Professor Christine Chambers Goodman Elected to The American Law Institute
Pepperdine Caruso Law professor Christine Chambers Goodman has been elected to The American Law Institute, the leading independent organization in the United States producing scholarly work to clarify, modernize, and improve the law. The American Law Institute (ALI) drafts, discusses, revises, and publishes Restatements of the Law, Model Codes, and Principles of Law that are highly influential in the courts and legislatures, as well as in legal scholarship and education.
The newly-elected members of ALI in 2023 include eminent lawyers, judges, and academics who will be developing rules and doctrines in their own areas of expertise.
Professor Goodman joins many other distinguished Caruso Law faculty members who serve ALI, including professors Jack J. Coe, Richard L. Cupp, Donald Earl (Trey) Childress, and David S. Han.
ALI president David F. Levi commented, “We have had many reasons to celebrate in 2023, and I am happy that this new member class gives us yet another one. Reaching our centennial was no small task. An organization can only last as long as ALI has and can only produce work as influential as our projects through the hard work and dedication of members like ours. I am pleased to announce this new class of members and look forward to working with them on our work as we begin our second century.”
From The American Law Institute:
Christine Chambers Goodman joined the Pepperdine University Caruso School of Law faculty in 2001. She teaches Evidence, Constitutional Law, Racial Justice, Trial Practice and Comparative Anti-Discrimination Law. She has participated in the Sudreau Global Justice Program in both Uganda and India, and taught in the London Program. Professor Goodman also has taught courses in Community Outreach/Youth Mentoring, Criminal Law, and Trial Preparation and Settlement. She serves as an advisor to the American Constitution Society Chapter, and formerly served as adviser to the Black Law Students Association, and Women's Legal Association, and as a mock trial team coach. Professor Goodman writes on equal protection topics, including implicit bias, algorithmic bias, affirmative action, preferences, diversity and racial privacy, as well as evidentiary and criminal law issues. The second edition of her book, California Evidence, in Aspen's Examples and Explanations series, as well as the Seventh edition of the Mendez, Goodman and Mainero Evidence textbook are now available.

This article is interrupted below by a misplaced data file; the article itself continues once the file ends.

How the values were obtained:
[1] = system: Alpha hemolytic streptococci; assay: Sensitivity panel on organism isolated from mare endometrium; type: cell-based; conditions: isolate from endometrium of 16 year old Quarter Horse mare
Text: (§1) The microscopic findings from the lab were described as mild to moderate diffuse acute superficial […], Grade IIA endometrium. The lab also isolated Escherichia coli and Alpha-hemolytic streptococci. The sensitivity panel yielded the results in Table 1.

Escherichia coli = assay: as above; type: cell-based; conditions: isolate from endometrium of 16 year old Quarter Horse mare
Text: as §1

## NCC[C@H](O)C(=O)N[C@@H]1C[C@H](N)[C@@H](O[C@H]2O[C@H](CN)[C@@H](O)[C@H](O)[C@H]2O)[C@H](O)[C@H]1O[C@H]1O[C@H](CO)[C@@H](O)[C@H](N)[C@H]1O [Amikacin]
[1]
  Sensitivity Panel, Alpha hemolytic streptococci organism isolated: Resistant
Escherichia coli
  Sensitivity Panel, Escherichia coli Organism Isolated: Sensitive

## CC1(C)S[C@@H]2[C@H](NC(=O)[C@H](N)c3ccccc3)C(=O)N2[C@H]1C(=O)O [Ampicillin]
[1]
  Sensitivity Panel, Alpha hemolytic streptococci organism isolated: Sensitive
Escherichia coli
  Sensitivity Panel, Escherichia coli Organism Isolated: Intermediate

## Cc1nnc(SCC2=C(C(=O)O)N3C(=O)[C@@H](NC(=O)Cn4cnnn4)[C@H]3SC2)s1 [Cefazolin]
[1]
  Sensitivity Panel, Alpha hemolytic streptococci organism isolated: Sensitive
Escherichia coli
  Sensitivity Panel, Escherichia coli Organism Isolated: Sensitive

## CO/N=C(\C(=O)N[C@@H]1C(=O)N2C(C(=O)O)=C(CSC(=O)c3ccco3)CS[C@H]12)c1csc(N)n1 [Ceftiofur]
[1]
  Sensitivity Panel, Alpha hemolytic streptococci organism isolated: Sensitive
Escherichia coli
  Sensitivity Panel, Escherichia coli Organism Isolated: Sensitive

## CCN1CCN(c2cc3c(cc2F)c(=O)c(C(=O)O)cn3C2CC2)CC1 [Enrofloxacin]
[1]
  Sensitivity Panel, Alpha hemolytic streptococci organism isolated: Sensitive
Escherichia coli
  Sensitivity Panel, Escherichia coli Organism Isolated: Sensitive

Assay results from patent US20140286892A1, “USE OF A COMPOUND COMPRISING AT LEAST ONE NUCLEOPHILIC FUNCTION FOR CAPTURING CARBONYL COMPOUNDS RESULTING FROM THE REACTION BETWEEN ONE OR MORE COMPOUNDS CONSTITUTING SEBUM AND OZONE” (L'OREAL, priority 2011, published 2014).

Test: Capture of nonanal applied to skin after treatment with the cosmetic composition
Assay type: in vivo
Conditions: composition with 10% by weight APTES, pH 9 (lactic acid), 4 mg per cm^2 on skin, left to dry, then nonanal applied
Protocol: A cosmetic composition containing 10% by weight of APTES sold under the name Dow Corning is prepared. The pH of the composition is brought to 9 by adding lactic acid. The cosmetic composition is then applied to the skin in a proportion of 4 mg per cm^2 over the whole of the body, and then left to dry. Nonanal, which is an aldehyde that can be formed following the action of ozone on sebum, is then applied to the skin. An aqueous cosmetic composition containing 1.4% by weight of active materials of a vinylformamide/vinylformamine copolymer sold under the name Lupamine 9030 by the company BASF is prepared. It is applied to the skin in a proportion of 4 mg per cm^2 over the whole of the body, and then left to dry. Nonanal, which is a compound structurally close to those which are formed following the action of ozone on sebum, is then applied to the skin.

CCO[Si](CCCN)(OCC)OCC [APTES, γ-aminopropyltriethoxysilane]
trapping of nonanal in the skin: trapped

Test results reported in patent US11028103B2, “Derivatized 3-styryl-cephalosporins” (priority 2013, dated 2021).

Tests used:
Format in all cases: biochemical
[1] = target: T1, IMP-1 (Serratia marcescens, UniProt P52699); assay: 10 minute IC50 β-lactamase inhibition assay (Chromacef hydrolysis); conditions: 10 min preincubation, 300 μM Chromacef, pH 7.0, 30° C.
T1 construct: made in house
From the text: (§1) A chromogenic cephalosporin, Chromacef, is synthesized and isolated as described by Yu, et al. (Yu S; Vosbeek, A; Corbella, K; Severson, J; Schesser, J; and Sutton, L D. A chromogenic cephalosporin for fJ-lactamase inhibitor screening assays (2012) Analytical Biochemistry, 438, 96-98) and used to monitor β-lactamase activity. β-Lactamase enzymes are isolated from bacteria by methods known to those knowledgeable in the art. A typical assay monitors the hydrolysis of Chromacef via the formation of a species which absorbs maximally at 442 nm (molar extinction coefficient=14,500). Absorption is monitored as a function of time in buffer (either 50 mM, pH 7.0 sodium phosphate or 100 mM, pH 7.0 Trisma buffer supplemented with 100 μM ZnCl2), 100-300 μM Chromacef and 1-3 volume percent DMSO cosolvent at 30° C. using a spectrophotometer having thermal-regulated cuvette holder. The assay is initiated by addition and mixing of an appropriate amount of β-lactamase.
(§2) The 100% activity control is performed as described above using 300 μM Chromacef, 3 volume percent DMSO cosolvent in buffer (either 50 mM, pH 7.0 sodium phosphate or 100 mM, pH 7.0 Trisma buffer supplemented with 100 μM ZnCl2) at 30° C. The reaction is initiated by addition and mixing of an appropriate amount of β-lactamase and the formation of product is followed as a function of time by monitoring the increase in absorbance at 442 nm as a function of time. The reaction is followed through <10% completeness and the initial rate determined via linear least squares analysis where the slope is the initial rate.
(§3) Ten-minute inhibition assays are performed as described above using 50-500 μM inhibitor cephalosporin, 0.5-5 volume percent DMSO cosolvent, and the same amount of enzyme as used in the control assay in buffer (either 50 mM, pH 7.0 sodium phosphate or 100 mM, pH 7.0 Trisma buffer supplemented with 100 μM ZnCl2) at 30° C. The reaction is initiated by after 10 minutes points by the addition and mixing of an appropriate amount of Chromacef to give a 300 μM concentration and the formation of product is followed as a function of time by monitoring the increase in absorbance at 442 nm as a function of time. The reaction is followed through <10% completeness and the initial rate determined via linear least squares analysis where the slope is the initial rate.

While at Stanford Law School, Professor Goodman served on the board of directors for the Annual Women of Color and the Law Conference, worked as a teaching assistant in the political science department, and was an assistant editor for a new journal on gender issues. After law school, she worked as an associate at Manatt, Phelps & Phillips (1991-93) and Gipson, Hoffman & Pancione (1993-1995), engaging in civil litigation in state and federal courts. In 1995, Professor Goodman began teaching at UCLA, and created and taught a course in lawyering skills for public interest attorneys.
Professor Goodman just finished a two-year term as the Vice President of Diversity, Inclusion, and Outreach of the Los Angeles County Bar Association and Treasurer of LACBA's Diversity in the Profession Section, as well as the Vice President of Finance of the National Conference of Women' Bar Associations. She is a former chair of both the AALS Litigation Section and of the Evidence Section. She served on the board of Schools on Wheels, a local nonprofit that provides tutors and school supplies for homeless youths, and currently serves on the board of the Western Center on Law and Poverty. She has been an officer of the Black Women Lawyers Association of Los Angeles, the 2016-2017 President of California Women Lawyers, and the 2017-18 President of its Foundation. Professor Goodman is a frequent speaker on the subject of diversity, equity, inclusion, and implicit and algorithmic bias.
The complete announcement may be found at The American Law Institute